Alright, so I've been doing some research on hypercanes, which are, in short, theoretical hurricanes that may have ravaged Earth in its ancient past, when ocean temperatures were much higher (at least 120-some degrees Fahrenheit). These storms could reach sizes comparable to North America, wind speeds exceeding 500 mph, and could last for devastatingly long periods of time, as one hypercane could trigger the birth of another, and so on and so forth.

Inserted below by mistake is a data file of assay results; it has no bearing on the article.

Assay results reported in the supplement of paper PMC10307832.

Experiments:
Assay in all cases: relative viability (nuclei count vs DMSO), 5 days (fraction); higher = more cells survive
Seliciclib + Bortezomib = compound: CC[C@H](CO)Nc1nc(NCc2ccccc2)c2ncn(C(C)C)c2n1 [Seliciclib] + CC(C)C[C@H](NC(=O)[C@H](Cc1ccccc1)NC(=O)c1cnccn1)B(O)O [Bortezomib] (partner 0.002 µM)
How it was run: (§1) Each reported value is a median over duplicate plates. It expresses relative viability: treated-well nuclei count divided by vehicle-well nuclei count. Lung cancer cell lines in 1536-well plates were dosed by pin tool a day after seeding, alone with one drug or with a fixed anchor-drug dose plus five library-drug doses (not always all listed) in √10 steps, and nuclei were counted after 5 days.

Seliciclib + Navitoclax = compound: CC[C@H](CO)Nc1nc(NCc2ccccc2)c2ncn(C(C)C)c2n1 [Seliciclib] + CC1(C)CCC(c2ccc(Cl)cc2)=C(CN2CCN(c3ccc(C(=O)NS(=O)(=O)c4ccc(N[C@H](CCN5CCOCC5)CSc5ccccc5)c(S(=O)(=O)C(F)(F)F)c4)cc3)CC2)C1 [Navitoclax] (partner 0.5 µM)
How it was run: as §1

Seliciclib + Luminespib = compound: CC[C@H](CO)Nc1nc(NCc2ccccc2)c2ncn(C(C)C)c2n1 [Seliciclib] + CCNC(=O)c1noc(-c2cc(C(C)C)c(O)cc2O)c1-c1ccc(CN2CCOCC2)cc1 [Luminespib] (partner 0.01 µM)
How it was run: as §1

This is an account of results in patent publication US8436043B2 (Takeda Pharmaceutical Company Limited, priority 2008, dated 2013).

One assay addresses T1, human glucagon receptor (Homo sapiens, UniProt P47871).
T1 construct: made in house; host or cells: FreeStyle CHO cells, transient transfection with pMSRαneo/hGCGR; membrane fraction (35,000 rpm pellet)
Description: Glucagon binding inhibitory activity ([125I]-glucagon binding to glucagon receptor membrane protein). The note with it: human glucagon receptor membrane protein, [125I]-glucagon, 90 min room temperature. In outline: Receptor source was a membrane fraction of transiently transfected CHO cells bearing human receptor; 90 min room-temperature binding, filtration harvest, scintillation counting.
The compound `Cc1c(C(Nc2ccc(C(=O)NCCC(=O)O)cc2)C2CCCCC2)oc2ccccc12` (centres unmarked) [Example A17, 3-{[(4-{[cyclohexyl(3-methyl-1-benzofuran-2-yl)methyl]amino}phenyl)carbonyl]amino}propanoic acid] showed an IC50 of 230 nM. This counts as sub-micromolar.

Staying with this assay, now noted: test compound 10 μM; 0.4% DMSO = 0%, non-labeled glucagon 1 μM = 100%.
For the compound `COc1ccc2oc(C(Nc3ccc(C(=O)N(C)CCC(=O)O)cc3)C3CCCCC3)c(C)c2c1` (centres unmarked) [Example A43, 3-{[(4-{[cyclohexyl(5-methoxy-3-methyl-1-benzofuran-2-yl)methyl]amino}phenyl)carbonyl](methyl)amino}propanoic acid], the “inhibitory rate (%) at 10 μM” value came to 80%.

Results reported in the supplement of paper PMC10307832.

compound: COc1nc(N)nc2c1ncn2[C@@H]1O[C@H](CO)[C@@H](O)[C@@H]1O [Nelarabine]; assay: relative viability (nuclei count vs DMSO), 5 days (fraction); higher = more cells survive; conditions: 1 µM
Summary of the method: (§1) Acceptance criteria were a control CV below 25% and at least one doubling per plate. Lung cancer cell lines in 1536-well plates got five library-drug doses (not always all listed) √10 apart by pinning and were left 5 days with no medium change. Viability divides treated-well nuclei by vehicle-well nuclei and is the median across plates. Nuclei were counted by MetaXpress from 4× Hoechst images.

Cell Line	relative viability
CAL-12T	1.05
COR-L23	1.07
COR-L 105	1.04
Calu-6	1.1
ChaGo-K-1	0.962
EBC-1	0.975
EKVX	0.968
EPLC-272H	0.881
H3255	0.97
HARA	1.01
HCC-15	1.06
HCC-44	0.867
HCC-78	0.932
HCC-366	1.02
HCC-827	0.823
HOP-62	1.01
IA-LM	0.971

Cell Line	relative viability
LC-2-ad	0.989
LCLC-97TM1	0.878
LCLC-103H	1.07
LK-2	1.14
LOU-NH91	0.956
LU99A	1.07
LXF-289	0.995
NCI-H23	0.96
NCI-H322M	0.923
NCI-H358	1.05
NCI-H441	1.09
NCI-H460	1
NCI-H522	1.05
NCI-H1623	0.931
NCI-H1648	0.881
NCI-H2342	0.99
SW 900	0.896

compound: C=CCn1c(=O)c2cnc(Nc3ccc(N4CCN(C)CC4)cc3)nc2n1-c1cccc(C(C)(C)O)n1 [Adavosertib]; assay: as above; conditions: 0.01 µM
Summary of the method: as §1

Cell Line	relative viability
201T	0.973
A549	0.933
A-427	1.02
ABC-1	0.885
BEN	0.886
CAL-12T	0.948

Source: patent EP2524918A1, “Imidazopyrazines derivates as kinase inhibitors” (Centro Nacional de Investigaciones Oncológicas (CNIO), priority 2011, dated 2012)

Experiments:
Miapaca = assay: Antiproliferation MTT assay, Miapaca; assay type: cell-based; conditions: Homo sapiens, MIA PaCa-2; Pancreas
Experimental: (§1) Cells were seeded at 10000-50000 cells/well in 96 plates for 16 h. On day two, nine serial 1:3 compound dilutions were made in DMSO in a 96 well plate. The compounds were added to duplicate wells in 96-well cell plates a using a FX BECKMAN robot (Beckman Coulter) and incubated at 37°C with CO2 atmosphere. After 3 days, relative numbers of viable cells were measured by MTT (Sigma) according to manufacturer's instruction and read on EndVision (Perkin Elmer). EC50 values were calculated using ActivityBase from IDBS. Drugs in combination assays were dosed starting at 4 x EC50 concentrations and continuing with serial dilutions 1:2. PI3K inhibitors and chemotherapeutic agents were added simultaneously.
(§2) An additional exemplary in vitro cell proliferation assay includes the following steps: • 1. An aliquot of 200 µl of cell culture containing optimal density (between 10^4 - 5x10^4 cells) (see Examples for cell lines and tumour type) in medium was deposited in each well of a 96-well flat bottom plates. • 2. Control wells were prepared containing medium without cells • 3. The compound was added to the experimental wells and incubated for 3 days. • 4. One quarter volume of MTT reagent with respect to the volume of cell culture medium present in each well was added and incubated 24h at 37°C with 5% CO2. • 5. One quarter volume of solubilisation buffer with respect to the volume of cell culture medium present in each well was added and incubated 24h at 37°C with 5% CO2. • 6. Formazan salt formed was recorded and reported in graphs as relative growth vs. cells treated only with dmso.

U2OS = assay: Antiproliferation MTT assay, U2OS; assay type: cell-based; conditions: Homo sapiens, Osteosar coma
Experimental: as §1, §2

What I'm wondering is whether or not humans could survive, and possibly even civilize and populate, under such conditions. In this specific instance, the humans in question would live in constant proximity to the ocean (perhaps on a series of large islands), and the extreme ocean temperatures necessary for the hypercanes themselves would need to be triggered by something along the lines of a major meteor impact (a theory regarding the extinction of the dinosaurs suggests exactly this) or of intense underwater volcanic activity, given that the oceans could not feasibly be as hot as is needed on a natural basis if humans are to live near them. Either way, would it be possible for a civilization of human beings to survive such a cataclysm, perhaps more than once, and if so, how? If not, why?